Also remember you can have CustomFields if you need to tag
each ticket with specific info but don’t want to increase queues.

  1. How could we use RT groups to better organizer our tickets?
Groups are groups of people.  If you give privs to groups,
then it is easy to add new people -- you just add them
to the proper groups, rather than add a set of detailed
privs to each person.
  1. Is it possible to create a queue that only one person could see and work
    on?
I'm sure, but is this what you really want?  I'm an RT newbie
myself, my above advice is based on how we work with other
ticket systems.  But I'm trying to get us converted from Clarify
to RT, and one of the things we don't particularly like about
Clarify is the wipbin, really a personal queue.  The problem is
that "assigning" a problem in Clarify means transfering it to
the personal wipbin, in which case it is removed from the
general queue.  So I, as a manager, have to go inspect everyone's
personal wipbin to check status, rather than getting a single
list of my queue contents.  In RT, ownership of a ticket and queue
assignement are separate, and that makes lots more sense
the way we work.  So if you want a personal queue to be
a personal to-do list, fine.  But if you think a person
will transfer a ticket out of a more general queue into his
personal queue as a way of owning it, then it makes the
manager's job a lot harder.

Any ideas from the list would be appreciated.

Start as simple as you can, and add features as you discover
you need them.  We've never had a ticket system work "out of the box"
because we never knew what we really wanted until we used it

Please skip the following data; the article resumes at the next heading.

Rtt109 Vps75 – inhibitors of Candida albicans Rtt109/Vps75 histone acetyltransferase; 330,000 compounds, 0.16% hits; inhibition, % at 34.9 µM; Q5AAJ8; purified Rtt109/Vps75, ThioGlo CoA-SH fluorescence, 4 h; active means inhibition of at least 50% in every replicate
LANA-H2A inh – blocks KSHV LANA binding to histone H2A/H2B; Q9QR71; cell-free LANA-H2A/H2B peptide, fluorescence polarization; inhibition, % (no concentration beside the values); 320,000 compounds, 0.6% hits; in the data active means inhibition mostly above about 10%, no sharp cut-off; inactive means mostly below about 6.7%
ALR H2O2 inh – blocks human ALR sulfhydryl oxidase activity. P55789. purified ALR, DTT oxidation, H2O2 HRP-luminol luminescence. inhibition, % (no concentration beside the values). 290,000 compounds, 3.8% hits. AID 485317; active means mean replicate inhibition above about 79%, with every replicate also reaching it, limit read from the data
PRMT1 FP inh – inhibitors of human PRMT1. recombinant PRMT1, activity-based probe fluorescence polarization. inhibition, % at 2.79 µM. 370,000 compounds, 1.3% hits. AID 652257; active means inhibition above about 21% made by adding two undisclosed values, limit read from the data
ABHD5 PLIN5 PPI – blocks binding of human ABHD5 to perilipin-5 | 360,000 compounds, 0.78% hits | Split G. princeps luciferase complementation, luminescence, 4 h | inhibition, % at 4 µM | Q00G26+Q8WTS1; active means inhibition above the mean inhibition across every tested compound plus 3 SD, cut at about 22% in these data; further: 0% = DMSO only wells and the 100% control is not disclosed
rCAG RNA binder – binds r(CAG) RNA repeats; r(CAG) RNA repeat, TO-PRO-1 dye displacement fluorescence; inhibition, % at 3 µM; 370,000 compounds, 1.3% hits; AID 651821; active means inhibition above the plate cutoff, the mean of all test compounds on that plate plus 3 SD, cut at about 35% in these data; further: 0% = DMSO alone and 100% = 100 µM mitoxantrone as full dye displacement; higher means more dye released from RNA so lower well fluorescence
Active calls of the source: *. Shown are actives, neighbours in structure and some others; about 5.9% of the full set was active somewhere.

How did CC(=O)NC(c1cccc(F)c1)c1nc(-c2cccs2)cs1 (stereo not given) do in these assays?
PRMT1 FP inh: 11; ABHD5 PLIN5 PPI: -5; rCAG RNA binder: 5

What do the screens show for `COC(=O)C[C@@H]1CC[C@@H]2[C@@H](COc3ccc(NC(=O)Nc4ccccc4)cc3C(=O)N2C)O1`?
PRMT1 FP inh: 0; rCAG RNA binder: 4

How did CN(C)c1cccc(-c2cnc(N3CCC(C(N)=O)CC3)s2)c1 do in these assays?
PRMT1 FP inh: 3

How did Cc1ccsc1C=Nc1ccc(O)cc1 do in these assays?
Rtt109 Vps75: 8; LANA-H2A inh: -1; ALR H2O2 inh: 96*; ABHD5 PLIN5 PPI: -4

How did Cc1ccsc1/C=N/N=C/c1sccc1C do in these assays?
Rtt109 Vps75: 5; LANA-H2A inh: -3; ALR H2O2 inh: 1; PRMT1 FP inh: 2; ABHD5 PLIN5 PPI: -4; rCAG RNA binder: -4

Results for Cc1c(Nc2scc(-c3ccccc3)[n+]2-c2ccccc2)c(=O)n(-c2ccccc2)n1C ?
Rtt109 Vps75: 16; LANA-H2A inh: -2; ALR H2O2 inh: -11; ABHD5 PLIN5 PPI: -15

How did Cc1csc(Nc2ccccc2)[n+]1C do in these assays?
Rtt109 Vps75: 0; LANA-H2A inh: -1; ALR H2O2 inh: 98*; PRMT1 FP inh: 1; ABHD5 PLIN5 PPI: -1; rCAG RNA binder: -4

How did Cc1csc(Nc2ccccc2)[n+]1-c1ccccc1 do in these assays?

in production a little while.  Every ticket system and political
organization has its quirks, and you just have to see how they
mesh.

   bobg

-Tim


Timothy Wilson
Technology Integration Specialist
Hopkins ISD #270, Hopkins, MN, USA

inline

  1. Should I have lots of queues with each building having its own complete
    set, duplicating queues in other buildings, or should I have relatively few
    with the building techs managing their own tickets within the larger queues?

My recommendation is that unless traffic is quite heavy, have all of the
schools in one queue. Especially if the architectures are similar.
There may be value from visibility into other sites. Then, you’ll
probably want the DO to have a queue of its own, especially if the
primary requestors are intended to be the school techs and your managers
and selves.

But, we’ve found that queues along department lines is most effective.

Another note…our primary queue is primarily for trouble tickets, ie,
tickets that are only open briefly. I created a separate queue for the
ongoing projects.

  1. A related question… Should I have lots of email address for our
    teachers to try to remember, or should we create a bare minimum and have our
    techs sort tickets as they come in?

Have a logical pattern to them.
it.rt@
helpdesk@

schoolabbr.it@
do.it@

You could have them all go to the same queue if you like. The last is
the most flexible because you can separate out the addresses, and not
have teachers react…plus, the pattern is pretty intuitive (to me).

  1. How could we use RT groups to better organizer our tickets?

Going with the two queue idea, I’d set one group with all the school
techs, and another with DO techs.

Then make all school techs admincc’s of the schoolabbr.it queue, and DO
techs admincc’s of the do.it@ queue. Dependending on how much
visibility you want into school incidents, probably at least on DO